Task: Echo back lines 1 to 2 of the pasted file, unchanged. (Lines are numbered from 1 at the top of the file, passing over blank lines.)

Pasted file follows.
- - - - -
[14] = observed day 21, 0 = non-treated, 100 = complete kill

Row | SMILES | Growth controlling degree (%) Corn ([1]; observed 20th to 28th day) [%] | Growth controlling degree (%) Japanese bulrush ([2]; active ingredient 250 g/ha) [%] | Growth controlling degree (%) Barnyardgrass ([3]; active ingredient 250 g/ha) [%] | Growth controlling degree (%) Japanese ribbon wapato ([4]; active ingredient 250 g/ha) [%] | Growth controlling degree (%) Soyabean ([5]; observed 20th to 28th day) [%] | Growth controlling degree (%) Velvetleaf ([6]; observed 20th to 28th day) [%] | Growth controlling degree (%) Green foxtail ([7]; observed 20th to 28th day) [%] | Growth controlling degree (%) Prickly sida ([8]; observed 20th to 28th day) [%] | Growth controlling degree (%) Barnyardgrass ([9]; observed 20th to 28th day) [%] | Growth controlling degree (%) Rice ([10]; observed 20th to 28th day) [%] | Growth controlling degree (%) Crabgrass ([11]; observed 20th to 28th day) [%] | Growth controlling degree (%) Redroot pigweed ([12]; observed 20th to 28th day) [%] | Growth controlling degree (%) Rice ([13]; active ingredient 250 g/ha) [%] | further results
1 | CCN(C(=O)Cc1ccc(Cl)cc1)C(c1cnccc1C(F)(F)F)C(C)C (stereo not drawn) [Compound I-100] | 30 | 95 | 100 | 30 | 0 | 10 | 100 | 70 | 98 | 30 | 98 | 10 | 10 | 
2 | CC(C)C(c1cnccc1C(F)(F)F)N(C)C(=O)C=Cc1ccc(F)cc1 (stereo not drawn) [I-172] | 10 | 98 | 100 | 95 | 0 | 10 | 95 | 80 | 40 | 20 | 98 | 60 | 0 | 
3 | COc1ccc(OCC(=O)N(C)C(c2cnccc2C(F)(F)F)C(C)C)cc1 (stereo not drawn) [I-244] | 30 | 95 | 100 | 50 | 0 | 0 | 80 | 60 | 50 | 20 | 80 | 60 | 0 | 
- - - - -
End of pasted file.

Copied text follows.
[14] = observed day 21, 0 = non-treated, 100 = complete kill

Row | SMILES | Growth controlling degree (%) Corn ([1]; observed 20th to 28th day) [%] | Growth controlling degree (%) Japanese bulrush ([2]; active ingredient 250 g/ha) [%] | Growth controlling degree (%) Barnyardgrass ([3]; active ingredient 250 g/ha) [%] | Growth controlling degree (%) Japanese ribbon wapato ([4]; active ingredient 250 g/ha) [%] | Growth controlling degree (%) Soyabean ([5]; observed 20th to 28th day) [%] | Growth controlling degree (%) Velvetleaf ([6]; observed 20th to 28th day) [%] | Growth controlling degree (%) Green foxtail ([7]; observed 20th to 28th day) [%] | Growth controlling degree (%) Prickly sida ([8]; observed 20th to 28th day) [%] | Growth controlling degree (%) Barnyardgrass ([9]; observed 20th to 28th day) [%] | Growth controlling degree (%) Rice ([10]; observed 20th to 28th day) [%] | Growth controlling degree (%) Crabgrass ([11]; observed 20th to 28th day) [%] | Growth controlling degree (%) Redroot pigweed ([12]; observed 20th to 28th day) [%] | Growth controlling degree (%) Rice ([13]; active ingredient 250 g/ha) [%] | further results